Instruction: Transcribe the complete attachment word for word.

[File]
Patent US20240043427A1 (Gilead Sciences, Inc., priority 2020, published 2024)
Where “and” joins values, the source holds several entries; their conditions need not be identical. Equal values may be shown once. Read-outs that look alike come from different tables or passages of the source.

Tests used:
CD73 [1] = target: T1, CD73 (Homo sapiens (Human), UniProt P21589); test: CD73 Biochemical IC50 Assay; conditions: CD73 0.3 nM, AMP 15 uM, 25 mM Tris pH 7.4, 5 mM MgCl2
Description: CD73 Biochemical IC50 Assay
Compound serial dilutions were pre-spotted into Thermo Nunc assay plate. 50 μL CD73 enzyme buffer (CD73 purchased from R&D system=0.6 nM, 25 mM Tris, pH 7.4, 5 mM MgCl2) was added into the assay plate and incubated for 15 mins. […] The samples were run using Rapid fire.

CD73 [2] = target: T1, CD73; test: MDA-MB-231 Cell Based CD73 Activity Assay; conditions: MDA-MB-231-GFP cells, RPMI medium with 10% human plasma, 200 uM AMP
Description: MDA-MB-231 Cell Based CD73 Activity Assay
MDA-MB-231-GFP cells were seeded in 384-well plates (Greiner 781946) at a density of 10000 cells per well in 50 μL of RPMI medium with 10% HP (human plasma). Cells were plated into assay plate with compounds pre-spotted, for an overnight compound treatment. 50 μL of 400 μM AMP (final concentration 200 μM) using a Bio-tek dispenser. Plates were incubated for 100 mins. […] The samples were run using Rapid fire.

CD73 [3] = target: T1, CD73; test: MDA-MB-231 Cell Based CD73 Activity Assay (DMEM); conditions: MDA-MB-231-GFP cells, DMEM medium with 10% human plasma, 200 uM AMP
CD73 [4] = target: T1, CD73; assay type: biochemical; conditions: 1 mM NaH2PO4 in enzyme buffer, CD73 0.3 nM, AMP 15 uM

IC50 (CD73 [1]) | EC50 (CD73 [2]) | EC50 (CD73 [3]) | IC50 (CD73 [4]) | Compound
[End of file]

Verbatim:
Patent US20240043427A1 (Gilead Sciences, Inc., priority 2020, published 2024)
Where “and” joins values, the source holds several entries; their conditions need not be identical. Equal values may be shown once. Read-outs that look alike come from different tables or passages of the source.

Tests used:
CD73 [1] = target: T1, CD73 (Homo sapiens (Human), UniProt P21589); test: CD73 Biochemical IC50 Assay; conditions: CD73 0.3 nM, AMP 15 uM, 25 mM Tris pH 7.4, 5 mM MgCl2
Description: CD73 Biochemical IC50 Assay
Compound serial dilutions were pre-spotted into Thermo Nunc assay plate. 50 μL CD73 enzyme buffer (CD73 purchased from R&D system=0.6 nM, 25 mM Tris, pH 7.4, 5 mM MgCl2) was added into the assay plate and incubated for 15 mins. […] The samples were run using Rapid fire.

CD73 [2] = target: T1, CD73; test: MDA-MB-231 Cell Based CD73 Activity Assay; conditions: MDA-MB-231-GFP cells, RPMI medium with 10% human plasma, 200 uM AMP
Description: MDA-MB-231 Cell Based CD73 Activity Assay
MDA-MB-231-GFP cells were seeded in 384-well plates (Greiner 781946) at a density of 10000 cells per well in 50 μL of RPMI medium with 10% HP (human plasma). Cells were plated into assay plate with compounds pre-spotted, for an overnight compound treatment. 50 μL of 400 μM AMP (final concentration 200 μM) using a Bio-tek dispenser. Plates were incubated for 100 mins. […] The samples were run using Rapid fire.

CD73 [3] = target: T1, CD73; test: MDA-MB-231 Cell Based CD73 Activity Assay (DMEM); conditions: MDA-MB-231-GFP cells, DMEM medium with 10% human plasma, 200 uM AMP
CD73 [4] = target: T1, CD73; assay type: biochemical; conditions: 1 mM NaH2PO4 in enzyme buffer, CD73 0.3 nM, AMP 15 uM

IC50 (CD73 [1]) | EC50 (CD73 [2]) | EC50 (CD73 [3]) | IC50 (CD73 [4]) | Compound